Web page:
What is Green Star?
The Green Building Council of Australia (GBCA) has developed a ‘Green Star Rating Tool’ to evaluate the environmental performance of Australian commercial buildings based on a wide range of criteria including;
- sustainable sites: encouraging the utilisation of brown field sites with existing transport links
- longevity: designing facilities for an extended life by ensuring the space is flexible to maximise options for future use
- energy efficiency: reducing energy consumption and encouraging the use of renewable energy
- water efficiency: reducing water consumption through better design, harvesting rain water, recycling grey water and treatment of black water
- material, resource and material conservation: reduction in embodied energy, design for recycling and reuse
- indoor environment quality, including air quality, lighting levels, thermal comfort and ventilation rates.
Green Star is a comprehensive, national, voluntary environmental rating system that evaluates the environmental design and construction of buildings and communities. Best practice is 4 star. Australian excellence is 5 star. International leadership is 6 star.
The green star categories are:
- Building input: Evaluate based on a 50 year horizon
- Management: Credits address the adoption of sustainable development principles from project conception through design, construction, commissioning, tuning and operation.
- Indoor Environment Quality: Credits target environmental impact along with occupant wellbeing and performance by addressing the HVAC system, lighting, occupant comfort and pollutants.
- Energy: Credits target reduction of greenhouse emissions from building operation by addressing energy demand reduction, use efficiency, and generation from alternative sources.
- Transport: Credits reward the reduction of demand for individual cars by both discouraging car commuting and encouraging use of alternative transportation.
- Water: Credits address reduction of potable water through efficient design of building services, water reuse and substitution with other water sources (specifically rainwater).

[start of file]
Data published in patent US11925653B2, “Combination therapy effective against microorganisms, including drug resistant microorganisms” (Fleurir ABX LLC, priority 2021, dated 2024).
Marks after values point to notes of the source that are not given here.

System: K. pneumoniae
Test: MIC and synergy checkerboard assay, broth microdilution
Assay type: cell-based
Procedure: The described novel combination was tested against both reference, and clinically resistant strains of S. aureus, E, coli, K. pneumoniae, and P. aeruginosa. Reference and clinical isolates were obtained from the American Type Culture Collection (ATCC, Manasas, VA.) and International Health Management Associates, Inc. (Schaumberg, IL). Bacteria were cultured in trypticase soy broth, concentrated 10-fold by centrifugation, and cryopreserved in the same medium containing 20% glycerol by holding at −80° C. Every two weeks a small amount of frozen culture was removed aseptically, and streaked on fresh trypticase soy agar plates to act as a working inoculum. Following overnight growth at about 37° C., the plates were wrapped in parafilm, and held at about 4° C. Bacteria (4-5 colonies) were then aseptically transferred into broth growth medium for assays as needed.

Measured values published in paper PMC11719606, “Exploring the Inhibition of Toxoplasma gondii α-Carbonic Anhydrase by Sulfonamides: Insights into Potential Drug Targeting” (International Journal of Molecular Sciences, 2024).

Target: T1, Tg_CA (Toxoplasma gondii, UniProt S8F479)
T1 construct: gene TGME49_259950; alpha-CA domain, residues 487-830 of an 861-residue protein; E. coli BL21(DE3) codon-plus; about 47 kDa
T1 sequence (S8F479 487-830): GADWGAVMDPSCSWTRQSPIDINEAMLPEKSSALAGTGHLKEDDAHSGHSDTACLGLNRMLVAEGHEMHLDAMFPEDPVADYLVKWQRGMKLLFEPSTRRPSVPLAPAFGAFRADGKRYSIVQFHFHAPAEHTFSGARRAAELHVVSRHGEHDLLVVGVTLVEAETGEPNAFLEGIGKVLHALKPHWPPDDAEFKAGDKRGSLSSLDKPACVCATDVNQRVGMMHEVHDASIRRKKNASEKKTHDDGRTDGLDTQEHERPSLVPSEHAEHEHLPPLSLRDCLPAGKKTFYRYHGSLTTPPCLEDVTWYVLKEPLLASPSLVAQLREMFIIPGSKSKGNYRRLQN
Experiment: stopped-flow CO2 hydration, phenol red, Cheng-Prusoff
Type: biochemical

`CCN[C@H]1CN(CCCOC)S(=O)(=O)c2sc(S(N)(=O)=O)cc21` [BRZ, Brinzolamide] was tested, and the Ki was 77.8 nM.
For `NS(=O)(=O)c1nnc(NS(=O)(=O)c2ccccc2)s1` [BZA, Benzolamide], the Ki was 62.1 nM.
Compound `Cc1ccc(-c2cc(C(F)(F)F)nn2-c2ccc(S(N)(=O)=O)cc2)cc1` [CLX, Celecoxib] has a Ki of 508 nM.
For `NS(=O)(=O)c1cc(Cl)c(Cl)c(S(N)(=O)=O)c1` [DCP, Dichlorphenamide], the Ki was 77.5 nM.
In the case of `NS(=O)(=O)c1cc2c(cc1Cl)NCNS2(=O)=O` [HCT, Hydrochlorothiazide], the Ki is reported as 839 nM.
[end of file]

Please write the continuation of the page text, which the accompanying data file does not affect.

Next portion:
- Materials: Credits target resource consumption through material selection, reuse initiatives and efficient management practices.
- Land Use & Ecology: Credits address a project’s impact on its immediate ecosystem, by discouraging degradation and encouraging restoration of flora and fauna.
- Emissions: Credits address point source pollution from buildings & building services to the atmosphere, watercourse, and local ecosystems.
- Innovation: Green Star seeks to reward marketplace innovation that fosters the industry’s transition to sustainable building.
The Green Building Council of Australia has certified more than 600 buildings around Australia.With more than 7.2 million square metres of Green Star-certified space around Australia, and a further 8 million square metres of Green Star-registered space, Green Star is transforming Australia’s built environment. Green Star-rated buildings produce around a third of the emissions and use about a third of the electricity compared to the average Australian building, according to a report by the Green Building Council of Australia.
Green Star Toolkit
- Design and As Built: Guiding sustainable design and construction across a range of shools, offices, industrial facilities, public buildings, retail centres and hospitals (4 to 6 star)
- Interiors: Transforming the interior fitouts (4 to 6 star)
- Communities: Improving the sustainability of projects at the neighbourhood, precinct or community scale (4 star to 6 star)
- Performance: Supporting higher levels of operational efficiency within existing buildings (4 to 6 star)
National Australian Built Environment Rating System (NABERS)
The National Australian Built Environment Rating System (NABERS), is a government initiative to measure and compare the environmental performance of Australian buildings and tenancies. There are NABERS rating tools for commercial office building to measure greenhouse gas emissions, energy efficiency, water efficiency, waste efficiency and indoor environment quality. There are also energy/greenhouse and water rating tools for hotels, shopping centres and data centres.